The Offended Swede / 14ymedio Reinaldo Escobar

Page of the Havana Tribune with the article ‘Negro, are you Swedish?' (14ymedio)
Page of the Havana Tribune with the article ‘Negro, are you Swedish?’ (14ymedio)

14ymedio bigger14ymedio, Reinaldo Escobar, 31 March 2016 — The poet and literary critic Victor Fowler Calzada published in Sandra Abd’Allah-Alvarez Ramírez’s blog, “I had be to a Black Cuban Woman,” a protest and at the same time a call to solidarity in response to the publication of an opinion column titled, “Negro, are you Swedish,” that criticizes President Obama’s behavior during his visit to Cuba.

The article in question appeared in the printed version on Monday and was inaccessible in the online edition until this Wednesday, when the author himself published an apology. Victor Fowler’s indignation was justified not only because his ID card has the capital letter “N” to denote the color of his skin, but also because even if he were blond with blue eyes he would feel indignant at what he clearly classifies as a racist attack.

But if columnist Elias Argudín of the Havana weekly (who shares with Fowler the letter N on his ID) was just trying to make a bad joke when he said “There is no doubt, Obama overdid it. I can not help but ask – in the style of Virulo, a Cuban comedian and singer/songwriter – “But Negro, are you Swedish?”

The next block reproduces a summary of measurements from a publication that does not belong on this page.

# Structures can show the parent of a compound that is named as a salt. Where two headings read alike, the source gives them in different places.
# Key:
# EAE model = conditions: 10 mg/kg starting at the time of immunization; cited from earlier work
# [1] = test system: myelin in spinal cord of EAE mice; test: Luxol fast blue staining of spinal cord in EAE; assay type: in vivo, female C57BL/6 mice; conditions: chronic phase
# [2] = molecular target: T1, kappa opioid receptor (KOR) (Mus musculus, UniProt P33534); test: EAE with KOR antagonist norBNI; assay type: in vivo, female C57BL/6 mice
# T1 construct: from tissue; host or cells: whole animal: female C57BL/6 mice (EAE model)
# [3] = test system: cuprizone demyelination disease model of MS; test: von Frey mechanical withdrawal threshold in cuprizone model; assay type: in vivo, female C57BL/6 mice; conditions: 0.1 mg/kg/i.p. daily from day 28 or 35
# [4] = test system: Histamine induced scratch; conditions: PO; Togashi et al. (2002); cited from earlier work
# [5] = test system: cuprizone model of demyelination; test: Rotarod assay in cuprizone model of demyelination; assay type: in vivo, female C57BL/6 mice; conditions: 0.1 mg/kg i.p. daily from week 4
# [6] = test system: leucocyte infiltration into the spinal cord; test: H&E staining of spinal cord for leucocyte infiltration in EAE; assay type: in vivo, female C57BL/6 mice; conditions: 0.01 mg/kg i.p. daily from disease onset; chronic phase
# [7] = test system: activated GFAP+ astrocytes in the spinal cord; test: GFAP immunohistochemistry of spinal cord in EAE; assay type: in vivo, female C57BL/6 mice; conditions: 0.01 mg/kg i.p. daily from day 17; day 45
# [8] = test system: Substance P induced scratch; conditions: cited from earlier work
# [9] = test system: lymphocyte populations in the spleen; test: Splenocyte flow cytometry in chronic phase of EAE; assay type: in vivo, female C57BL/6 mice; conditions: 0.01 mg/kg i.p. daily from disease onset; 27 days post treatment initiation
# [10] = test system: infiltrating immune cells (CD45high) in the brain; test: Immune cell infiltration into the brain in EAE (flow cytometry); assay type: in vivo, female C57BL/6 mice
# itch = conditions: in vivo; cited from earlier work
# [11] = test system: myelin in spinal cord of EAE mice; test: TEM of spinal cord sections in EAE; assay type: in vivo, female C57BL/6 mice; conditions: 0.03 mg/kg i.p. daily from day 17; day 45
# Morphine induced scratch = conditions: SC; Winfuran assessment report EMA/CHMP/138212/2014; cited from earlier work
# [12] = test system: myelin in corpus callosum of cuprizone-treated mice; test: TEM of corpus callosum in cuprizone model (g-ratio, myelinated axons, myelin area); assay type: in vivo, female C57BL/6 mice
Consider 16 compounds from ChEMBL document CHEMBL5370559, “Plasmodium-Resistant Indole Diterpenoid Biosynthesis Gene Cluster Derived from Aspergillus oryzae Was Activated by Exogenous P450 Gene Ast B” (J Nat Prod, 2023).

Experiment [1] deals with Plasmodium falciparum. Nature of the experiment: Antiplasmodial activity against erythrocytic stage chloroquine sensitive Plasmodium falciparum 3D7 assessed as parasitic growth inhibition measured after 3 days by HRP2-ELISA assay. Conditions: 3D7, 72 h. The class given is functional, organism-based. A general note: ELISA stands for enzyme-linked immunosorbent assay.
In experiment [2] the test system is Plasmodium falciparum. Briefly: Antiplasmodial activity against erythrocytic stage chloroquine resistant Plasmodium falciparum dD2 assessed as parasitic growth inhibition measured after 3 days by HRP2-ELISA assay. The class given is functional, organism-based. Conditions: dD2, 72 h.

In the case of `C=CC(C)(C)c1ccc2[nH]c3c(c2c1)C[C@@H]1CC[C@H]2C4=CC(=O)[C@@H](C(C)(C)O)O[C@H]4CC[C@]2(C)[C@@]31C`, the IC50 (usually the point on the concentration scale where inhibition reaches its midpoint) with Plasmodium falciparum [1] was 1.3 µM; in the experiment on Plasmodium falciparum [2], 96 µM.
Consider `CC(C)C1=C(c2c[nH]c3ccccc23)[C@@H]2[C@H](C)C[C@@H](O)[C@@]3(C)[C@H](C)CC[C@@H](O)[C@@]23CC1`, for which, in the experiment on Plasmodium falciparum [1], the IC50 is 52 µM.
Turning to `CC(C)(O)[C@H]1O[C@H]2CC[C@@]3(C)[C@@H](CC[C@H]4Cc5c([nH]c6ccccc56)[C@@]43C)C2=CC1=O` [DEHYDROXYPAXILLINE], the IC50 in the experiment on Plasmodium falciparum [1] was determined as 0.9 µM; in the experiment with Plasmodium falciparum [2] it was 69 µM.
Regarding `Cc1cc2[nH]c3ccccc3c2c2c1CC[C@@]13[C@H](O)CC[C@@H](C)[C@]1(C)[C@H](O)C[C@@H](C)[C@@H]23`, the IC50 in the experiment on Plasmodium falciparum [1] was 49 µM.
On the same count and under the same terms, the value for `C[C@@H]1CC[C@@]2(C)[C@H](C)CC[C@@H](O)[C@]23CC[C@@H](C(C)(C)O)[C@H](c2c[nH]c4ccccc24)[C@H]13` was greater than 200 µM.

Immediately following he does something which in my judgment is much worse, when he says, very seriously, “We were very courteous, including allowing [Obama] to speak alone (and at his ease) with the enemies in his own house,” a reference to Obama’s meeting with members of Cuba’s independent civil society at the US Embassy.

Anyone who does not like the adjective “black” to identify an African-American should also feel the stigma of “enemy” to refer to those who think differently from those who govern us, and not because among the thirteen Cubans who met with the US president there were three dignified representatives of dark-skinned people, but because, to paraphrase an argument from Fowler himself, we would have to say that along with racial differences, we should not let the some political offense go by without confronting it.

Victor Fowler can count on the solidarity of those thirteen Cubans, including those who are white or mixed-race, because the issue of racial discrimination is present in all the agendas of independent civil society. It seems much more serious that discrimination on political grounds enjoys public acceptance in our society and is a source of pride for those who disguise their ideological intolerance as revolutionary intransigence.